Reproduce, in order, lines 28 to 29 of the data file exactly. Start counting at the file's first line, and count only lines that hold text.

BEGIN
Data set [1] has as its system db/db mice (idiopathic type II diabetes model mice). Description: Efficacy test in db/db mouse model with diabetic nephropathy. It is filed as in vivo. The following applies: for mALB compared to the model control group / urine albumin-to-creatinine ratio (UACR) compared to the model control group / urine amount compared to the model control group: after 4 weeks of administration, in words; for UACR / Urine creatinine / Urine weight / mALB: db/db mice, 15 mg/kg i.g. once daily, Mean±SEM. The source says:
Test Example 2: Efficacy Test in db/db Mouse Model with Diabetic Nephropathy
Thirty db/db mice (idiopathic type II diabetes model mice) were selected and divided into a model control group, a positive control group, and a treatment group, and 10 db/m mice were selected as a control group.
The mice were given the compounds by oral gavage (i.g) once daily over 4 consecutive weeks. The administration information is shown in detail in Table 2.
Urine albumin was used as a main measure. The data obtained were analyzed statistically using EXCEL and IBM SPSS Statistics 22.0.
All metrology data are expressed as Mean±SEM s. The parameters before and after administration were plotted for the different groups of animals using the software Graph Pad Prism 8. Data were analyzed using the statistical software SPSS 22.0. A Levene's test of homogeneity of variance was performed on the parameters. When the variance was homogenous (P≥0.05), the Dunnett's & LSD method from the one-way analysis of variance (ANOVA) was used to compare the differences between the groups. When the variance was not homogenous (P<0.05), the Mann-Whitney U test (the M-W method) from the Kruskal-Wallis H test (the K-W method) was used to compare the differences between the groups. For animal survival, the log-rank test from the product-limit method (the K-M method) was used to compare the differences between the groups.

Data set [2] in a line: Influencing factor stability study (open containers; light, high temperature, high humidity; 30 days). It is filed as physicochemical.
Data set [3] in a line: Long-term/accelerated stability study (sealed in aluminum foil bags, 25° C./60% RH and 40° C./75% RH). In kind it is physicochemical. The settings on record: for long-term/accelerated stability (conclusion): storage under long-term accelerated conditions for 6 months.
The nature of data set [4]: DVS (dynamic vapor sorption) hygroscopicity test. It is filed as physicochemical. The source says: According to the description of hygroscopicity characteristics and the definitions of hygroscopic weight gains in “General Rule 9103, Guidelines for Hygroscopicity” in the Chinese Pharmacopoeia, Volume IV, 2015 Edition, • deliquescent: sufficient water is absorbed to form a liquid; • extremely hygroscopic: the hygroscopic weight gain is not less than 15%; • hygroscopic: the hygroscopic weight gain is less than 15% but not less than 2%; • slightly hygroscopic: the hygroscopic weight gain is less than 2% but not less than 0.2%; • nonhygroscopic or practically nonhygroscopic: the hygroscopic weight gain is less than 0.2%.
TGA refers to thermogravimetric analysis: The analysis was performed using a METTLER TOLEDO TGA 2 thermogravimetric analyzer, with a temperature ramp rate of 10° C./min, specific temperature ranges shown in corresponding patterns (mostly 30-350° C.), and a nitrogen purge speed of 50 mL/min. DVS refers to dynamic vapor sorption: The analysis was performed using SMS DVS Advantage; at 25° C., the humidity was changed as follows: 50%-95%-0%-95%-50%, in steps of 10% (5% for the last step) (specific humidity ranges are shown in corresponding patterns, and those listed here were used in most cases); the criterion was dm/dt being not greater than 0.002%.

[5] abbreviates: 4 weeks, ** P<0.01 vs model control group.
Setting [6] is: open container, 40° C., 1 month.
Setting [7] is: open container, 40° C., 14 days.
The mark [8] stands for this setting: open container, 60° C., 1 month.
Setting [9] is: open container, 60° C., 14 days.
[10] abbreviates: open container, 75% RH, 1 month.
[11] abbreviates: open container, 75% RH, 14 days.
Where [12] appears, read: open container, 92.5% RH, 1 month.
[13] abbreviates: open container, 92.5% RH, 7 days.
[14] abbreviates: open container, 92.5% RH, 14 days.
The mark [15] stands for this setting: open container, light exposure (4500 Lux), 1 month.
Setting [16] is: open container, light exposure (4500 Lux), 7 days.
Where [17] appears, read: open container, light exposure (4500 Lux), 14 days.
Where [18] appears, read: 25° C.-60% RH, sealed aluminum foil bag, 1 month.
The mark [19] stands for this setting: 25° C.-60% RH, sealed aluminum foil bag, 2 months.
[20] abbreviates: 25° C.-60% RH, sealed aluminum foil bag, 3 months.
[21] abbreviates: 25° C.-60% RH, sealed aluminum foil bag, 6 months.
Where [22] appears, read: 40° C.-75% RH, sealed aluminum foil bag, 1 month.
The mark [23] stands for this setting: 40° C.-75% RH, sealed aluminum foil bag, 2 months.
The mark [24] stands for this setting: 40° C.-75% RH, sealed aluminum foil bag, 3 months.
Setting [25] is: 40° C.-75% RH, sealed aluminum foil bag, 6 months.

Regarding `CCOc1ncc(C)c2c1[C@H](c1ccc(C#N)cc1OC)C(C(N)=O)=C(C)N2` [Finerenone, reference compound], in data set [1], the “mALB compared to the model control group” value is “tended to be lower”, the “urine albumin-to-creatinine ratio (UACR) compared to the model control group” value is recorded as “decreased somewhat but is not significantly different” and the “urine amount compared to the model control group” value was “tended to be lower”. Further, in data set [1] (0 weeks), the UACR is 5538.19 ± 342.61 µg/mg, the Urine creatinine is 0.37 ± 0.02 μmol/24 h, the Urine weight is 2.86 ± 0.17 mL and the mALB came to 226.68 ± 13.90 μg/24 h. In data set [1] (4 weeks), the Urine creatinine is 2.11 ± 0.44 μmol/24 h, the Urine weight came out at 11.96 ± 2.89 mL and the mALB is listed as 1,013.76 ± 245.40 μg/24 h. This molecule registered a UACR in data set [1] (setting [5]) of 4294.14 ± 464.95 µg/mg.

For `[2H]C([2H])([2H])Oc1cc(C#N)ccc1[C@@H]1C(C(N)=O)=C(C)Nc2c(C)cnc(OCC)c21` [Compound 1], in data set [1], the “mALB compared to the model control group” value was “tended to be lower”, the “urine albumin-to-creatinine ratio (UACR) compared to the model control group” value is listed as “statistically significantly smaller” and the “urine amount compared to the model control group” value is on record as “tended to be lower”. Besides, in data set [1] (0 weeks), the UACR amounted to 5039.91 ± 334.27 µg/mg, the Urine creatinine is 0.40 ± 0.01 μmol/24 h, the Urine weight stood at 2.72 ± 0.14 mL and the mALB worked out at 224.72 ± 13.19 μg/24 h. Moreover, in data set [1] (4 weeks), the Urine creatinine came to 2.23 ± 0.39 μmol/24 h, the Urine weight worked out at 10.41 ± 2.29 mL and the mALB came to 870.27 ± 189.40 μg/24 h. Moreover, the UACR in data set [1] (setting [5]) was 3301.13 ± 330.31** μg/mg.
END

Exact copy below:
Where [22] appears, read: 40° C.-75% RH, sealed aluminum foil bag, 1 month.
The mark [23] stands for this setting: 40° C.-75% RH, sealed aluminum foil bag, 2 months.